Sacrament of Confirmation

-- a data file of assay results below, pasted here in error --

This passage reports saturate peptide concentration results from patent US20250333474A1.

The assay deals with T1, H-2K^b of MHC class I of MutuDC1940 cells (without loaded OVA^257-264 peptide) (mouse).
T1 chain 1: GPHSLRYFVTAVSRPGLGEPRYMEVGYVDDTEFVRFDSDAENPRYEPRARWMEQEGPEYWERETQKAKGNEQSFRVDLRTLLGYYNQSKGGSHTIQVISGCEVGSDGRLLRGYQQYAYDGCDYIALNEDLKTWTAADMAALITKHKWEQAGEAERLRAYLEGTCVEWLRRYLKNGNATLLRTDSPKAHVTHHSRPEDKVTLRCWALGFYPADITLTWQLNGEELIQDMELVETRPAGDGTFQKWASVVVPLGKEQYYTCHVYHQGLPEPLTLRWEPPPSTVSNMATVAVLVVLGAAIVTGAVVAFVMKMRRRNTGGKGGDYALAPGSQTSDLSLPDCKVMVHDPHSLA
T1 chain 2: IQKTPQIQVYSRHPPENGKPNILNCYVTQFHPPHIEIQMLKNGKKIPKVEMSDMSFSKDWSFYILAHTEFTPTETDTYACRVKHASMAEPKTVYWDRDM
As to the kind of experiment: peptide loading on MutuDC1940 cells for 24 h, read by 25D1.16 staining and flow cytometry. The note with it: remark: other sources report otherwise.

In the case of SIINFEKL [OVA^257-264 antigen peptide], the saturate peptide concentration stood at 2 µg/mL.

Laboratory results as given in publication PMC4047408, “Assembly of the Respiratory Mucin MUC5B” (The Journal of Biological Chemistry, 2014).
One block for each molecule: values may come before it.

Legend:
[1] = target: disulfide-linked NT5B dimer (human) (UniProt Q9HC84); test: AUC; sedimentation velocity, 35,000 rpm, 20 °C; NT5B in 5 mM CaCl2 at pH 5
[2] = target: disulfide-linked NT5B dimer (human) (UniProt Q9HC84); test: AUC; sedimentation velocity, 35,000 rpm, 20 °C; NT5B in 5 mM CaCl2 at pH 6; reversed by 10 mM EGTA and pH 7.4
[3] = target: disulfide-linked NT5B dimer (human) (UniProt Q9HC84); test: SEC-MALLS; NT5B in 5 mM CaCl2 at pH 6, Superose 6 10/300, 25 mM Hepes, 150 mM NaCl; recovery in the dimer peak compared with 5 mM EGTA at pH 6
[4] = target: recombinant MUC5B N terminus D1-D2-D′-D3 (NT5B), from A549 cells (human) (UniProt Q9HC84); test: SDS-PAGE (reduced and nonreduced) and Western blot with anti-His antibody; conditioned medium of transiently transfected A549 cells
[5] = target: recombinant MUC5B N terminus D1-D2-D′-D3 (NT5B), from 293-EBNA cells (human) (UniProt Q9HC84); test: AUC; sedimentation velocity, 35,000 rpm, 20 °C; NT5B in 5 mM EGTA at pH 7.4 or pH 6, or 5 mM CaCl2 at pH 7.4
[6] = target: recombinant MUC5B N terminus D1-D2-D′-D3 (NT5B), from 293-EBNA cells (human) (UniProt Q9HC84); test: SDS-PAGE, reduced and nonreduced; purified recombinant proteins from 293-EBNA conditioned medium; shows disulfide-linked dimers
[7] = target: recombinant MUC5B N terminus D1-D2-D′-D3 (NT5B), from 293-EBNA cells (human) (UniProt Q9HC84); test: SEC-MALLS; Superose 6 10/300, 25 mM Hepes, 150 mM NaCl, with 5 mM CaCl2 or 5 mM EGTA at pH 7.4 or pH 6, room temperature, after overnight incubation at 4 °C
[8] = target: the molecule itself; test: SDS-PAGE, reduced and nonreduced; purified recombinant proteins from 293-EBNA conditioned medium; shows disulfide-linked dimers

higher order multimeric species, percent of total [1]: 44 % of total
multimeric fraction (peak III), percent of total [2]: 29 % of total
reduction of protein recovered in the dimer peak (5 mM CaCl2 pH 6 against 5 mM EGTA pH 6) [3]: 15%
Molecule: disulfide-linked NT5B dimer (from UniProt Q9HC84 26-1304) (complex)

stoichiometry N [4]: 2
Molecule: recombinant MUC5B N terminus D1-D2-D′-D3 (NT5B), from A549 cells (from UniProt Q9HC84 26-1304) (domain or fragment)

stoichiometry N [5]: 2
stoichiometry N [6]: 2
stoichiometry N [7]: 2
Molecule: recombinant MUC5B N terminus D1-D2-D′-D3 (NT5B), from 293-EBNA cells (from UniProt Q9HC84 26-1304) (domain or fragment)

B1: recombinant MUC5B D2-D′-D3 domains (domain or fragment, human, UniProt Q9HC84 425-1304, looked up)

Sacrament of Confirmation The sacrament of confirmation completes the sacrament of baptism. If baptism is the sacrament of re-birth to a new and supernatural life, confirmation is the sacrament of maturity and coming of age. The real confession of Christ consist in this that the whole man submits himself to Truth, in the judgment of his understanding, in the submission of his will and in the consecration of his whole power of love . . . To do this, poor-spirited man is only able when he has been confirmed by God's grace. Baptism makes Christians out of us; Confirmation makes soldiers out of us, to wage war on Satan and all his works. This confirmation in the power of the Holy Spirit leading to a firm profession of faith has always been the particular effect which Catholic tradition has ascribed to the sacrament. It is the effect which complements and completes that of baptism. Confirmation is a true sacrament instituted by Christ and different from baptism. It is administered by laying-on of hands and anointing with chrism accompanied by prayer. The chrism is blessed by the bishop and the bishop administers the sacrament. All baptized persons can and should be confirmed. The effect of the sacrament of confirmation is to give strength in faith and for the confession of faith and to impress an indelible character. The Bishop's blessing at the end of the ceremony tells what the person may hope to gain from Confirmation: May the Lord bless you from Sion, that you may see the good things of Jerusalem all the days of your life, and may have life everlasting. Amen.